Tyrone Greenlee, executive director of the nonprofit Christians for a United Community, works out of an office in the rectory of St. Matthais Episcopal Church off South Charlotte Street. Greenlee said his organization wants to keep a conversation about racism and social justice issues going in Asheville. "This is ongoing work, work you never leave," he said. 

Tyrone Greenlee, executive director of the nonprofit Christians for a United Community, works out of an office in the rectory of St. Matthais Episcopal Church off South Charlotte Street. Greenlee said his organization wants to keep a conversation about racism and social justice issues going in Asheville. “This is ongoing work, work you never leave,” he said. / Erin Brethauer/ebrethau@citizen-times.com

On Thursday, the 31st of March, WNCDPR and the WNC ACLU will host

Ed Chapman’s THIRD ANNUAL FREEDOM BALL at The Grey Eagle

Doors open at 6 p.m. General admission: $15 and Students: $10.

2011 marks three years since Glen Edward Chapman’s release from North Carolina Death Row after spending 14 years behind bars in Raleigh.  Like the first and second Freedom Ball, this year’s event promises great live music from multiple bands, a silent auction and the celebration of freedom with Ed.  All proceeds will go to Mr. Chapman.  Join WNCDPR, the WNC ACLU, and Ed for this year’s Freedom Ball!

Hickory Daily Record: Opinion: Wrongly imprisoned, release is not exoneration

“Since the time of the shocking announcement back in 2008 that Glen Edward Chapman, a resident of Hickory, had been released from death row after 14 long years because the evidence against him was so scant, I have been perplexed by the deafening community silence surrounding this case.

Glen Edward … Shhhhh! He had been convicted in 1994 of the murders of Betty Jean Ramseur and Tenene Yvette Conley. In November 2007, Glen was granted a new trial by Superior Court Judge Robert C. Ervin.

Subsequently, it was decided that there was not even enough evidence for a new trial. The DA’s office simply threw out the case.
So how does this man regain his dignity? How will the community give humanity back to a being who has been cruelly dehumanized? Has Glen been exonerated or merely released?

I believe that Glen deserves the best life has to offer him. Glen deserves the best America has to offer him. Glen deserves the best that Hickory has to offer him. He’s been released from death row, but not exonerated.”

Full editorial here: Wrongly imprisoned, release is not exoneration

CharlotteObserver: Former death-row inmate sues city

“A man who spent nearly 14 years on death row is suing the city of Hickory and two former detectives who his attorney claims withheld evidence that supported his innocence.

The lawsuit, filed Wednesday in U.S. District Court in Asheville, claims that Glen Edward Chapman was wrongly convicted of two murders because of police misconduct by detectives Dennis Alvin Rhoney and Mark Richardson Sams. It seeks an unspecified amount of compensation.

Chapman was convicted in 1994 for the murders of Tenene Yvette Conley, 28, and Betty Jean Ramseur, 31.

Prospective renters looking at a home in southeast Hickory discovered Conley’s body in a downstairs closet in August 1992. A week later, Ramseur’s body was found in a burned-out house in Hickory. She died several weeks earlier.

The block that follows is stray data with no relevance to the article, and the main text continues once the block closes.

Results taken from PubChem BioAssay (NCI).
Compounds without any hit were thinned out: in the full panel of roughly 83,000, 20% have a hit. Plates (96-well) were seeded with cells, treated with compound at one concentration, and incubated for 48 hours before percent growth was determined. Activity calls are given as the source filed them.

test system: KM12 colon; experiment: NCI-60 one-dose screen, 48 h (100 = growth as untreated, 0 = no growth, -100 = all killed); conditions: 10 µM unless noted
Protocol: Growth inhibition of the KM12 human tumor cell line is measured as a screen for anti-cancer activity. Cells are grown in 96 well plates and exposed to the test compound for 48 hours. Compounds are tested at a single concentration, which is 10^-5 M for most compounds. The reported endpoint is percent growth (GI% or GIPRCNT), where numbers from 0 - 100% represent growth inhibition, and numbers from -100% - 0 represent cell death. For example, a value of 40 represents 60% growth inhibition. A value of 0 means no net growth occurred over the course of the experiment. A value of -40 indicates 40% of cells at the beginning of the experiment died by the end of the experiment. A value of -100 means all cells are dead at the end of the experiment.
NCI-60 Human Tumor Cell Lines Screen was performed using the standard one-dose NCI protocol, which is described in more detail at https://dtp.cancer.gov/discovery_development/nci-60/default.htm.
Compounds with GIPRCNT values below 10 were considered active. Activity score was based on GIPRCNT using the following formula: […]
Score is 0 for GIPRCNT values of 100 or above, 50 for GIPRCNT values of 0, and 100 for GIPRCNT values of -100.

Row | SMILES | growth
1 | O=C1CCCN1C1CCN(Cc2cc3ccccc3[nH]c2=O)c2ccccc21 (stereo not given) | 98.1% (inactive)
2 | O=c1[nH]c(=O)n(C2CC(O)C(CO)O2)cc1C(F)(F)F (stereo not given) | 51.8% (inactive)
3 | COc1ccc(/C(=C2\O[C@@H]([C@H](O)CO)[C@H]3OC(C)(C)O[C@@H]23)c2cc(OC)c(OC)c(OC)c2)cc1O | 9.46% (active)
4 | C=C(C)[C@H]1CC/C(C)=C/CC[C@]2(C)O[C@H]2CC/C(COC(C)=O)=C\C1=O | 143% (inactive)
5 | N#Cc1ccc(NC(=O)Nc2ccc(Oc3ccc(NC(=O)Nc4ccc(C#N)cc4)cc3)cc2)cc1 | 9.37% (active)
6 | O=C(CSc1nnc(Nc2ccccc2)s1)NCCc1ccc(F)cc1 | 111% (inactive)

Chapman was exonerated in the crimes and released from prison in April 2008, five months after Judge Robert Ervin issued a 186-page ruling that said detective Rhoney withheld evidence and lied on the stand. He also said Chapman’s court-appointed defense attorneys did a poor job investigating the 1992 killings.

The lawsuit filed Wednesday alleges Rhoney, the lead investigator in Ramseur’s case, intentionally withheld evidence from prosecutors. One item withheld was a memo about a phone call in which Rhoney was told that an inmate made incriminating statements about killing Ramseur to another inmate.

The lawsuit also claims Rhoney withheld information about a witness who identified a different man – not Chapman – in a photo lineup as the man he saw with a woman at the house where Ramseur’s body was found.

The lawsuit says detective Sams was the lead investigator in the Conley case and withheld interviews from prosecutors. One statement came from Conley’s housemate, who told officers Conley was last seen with two men – neither of them Chapman. One of the men had also reportedly been the last person seen with another woman before she was strangled years earlier.

Rhoney took over the Conley case after Sams left the police department in February 1994, but he, too, failed to turn over the evidence Sams withheld to prosecutors, the lawsuit says.

At trial, prosecutors had argued that Chapman beat the women to death in separate drug-related fights. Chapman had admitted that he knew both women and had smoked crack with each of them, but he denied any involvement in their deaths.

“All of the evidence goes against the state’s theories,” Chapman’s attorney Jessica Leaven said Wednesday.

Sams died in November 2009. Chapman is suing his estate.

Reached at home Wednesday, Rhoney declined to comment. He is no longer a police officer, Leaven said.

In 2008, the State Bureau of Investigation announced it would investigate Rhoney, who at the time was a Burke County sheriff’s deputy. He was placed on paid administrative leave pending the investigation’s results. The result of that investigation was unavailable Wednesday.

Hickory staff attorney Arnita Dula said Wednesday the city had not yet been served with the lawsuit and declined to comment.

Chapman, 42, lives in Asheville and often gives lectures at local universities on life after death row, his attorney said.

After he was freed, Chapman declined to criticize either the criminal justice system or the investigators, including Rhoney.

“His fate is not in my hands,” Chapman told the (Raleigh) News & Observer the day of his release. “I have no bitterness. Why should I give somebody the benefit of knowing that they can just make me bitter?”